Steve Jobs wouldn’t, and for good reason too.

New York Times reporter Nick Bilton, in a Sunday article, said he once assumingly asked Jobs, “So your kids must love the iPad?”Steve Jobs

Jobs responded:

“They haven’t used it. We are trying to limit how much technology our kids use at home.”

Especially in Silicon Valley, there is actually a trend of tech engineers and execs who protect their kids from technology. They even send their kids to non – tech schools where computers aren’t found anywhere because they only focus on hands – on learning, like the Waldorf School in Los Altos.

There is a quote that was highlighted in The Times by Chris Anderson, a father of five and CEO of 3D Robotics. He gave an explanation what drives those who work in tech to keep it from their kids.

“My kids accuse my wife and me of being overly concerned and fascists about tech, and they say that none of their friends have the same rules…  That’s because we have seen the dangers of technology firsthand. Because i have seen it in myself, I don’t want to see that happen to my kids.”

If our current addictions to our iPhones and other tech is any indication, we may be setting up our children for handicapped, incomplete lives devoid of wonder, creativity and imagination when we present technology to them at an early age. We are one of  the last generation to play outside precisely because we didn’t have laptops and smartphones. We learned from hands – on interaction, movement and we absorbed information through socialization and books with other humans as opposed to a Google search.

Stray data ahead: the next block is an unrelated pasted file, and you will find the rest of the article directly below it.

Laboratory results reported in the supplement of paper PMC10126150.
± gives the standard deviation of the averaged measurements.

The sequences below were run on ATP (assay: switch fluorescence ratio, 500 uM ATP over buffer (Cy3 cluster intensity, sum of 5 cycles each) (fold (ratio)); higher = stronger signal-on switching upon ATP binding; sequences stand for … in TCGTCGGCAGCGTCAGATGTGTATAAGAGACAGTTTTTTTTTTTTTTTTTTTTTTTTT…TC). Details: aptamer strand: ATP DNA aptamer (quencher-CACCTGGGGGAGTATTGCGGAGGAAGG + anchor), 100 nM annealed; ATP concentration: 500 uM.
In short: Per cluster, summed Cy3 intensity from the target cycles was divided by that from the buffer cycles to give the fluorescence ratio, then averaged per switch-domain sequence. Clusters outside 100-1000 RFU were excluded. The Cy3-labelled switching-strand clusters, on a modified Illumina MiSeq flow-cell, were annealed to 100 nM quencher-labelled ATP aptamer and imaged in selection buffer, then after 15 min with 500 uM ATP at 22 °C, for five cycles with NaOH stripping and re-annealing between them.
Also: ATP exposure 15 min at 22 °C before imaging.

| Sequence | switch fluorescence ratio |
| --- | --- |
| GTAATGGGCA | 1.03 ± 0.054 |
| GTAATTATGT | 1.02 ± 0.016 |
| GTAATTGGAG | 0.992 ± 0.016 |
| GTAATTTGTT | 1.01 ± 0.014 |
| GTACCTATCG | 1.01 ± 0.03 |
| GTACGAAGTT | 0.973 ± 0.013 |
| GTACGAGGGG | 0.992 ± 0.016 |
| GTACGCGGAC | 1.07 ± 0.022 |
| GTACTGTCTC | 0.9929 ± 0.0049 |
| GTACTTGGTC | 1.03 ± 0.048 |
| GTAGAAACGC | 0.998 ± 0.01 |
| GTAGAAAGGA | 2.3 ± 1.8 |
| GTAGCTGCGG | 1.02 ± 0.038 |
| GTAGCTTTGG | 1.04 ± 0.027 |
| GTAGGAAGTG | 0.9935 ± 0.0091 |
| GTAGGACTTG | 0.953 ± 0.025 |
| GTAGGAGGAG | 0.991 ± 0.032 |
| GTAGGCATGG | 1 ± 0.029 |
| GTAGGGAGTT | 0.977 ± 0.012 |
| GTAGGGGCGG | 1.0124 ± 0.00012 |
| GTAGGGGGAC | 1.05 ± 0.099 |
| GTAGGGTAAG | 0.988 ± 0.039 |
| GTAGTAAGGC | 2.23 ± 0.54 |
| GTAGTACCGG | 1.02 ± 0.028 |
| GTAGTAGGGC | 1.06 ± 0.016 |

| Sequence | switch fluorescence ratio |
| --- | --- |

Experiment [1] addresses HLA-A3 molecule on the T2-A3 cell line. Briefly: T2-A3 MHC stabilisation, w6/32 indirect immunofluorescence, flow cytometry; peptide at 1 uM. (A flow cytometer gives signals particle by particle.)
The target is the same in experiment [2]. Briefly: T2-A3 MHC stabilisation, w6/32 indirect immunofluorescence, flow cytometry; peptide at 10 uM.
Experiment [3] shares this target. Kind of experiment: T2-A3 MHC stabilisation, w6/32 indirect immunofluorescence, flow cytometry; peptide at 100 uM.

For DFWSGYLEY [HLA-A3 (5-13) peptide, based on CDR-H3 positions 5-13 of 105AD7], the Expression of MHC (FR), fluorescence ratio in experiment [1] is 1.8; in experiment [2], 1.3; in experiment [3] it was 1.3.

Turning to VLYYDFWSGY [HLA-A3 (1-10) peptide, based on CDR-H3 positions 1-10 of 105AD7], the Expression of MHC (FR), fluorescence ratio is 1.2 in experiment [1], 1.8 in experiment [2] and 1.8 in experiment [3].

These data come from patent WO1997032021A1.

Learning in different ways has helped us become more well – rounded individuals – so, should we be more worried that we are robbing our children of the ability to play “Candy Crush” and Snapchat all day if we don’t hand them a smartphone, or should we be more worried that we would be robbing them of a less dependent and healthier development if we give them a smartphone? We think that Steve Jobs had it right in regard to his kids.

So you may want to (highly) consider not giving your kids whatever fancy tech you’ll have while they are growing up, the next time you think about how you will raise them. Surround them with nature and play outside with them; they might hate you at first, but they will absolutely thank you for it later, because we can bet that’s exactly how many of us feel about it now that we are older.

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Source: livingtraditionally.com

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Steve Jobs wouldn't, and for good reason too. New York Times reporter Nick Bilton, in a Sunday article, said he once assumingly asked Jobs, “So your kids must love the iPad?” Jobs responded: “They haven’t used it. We are trying to limit how much technology our kids use at home.” Especially in Silicon...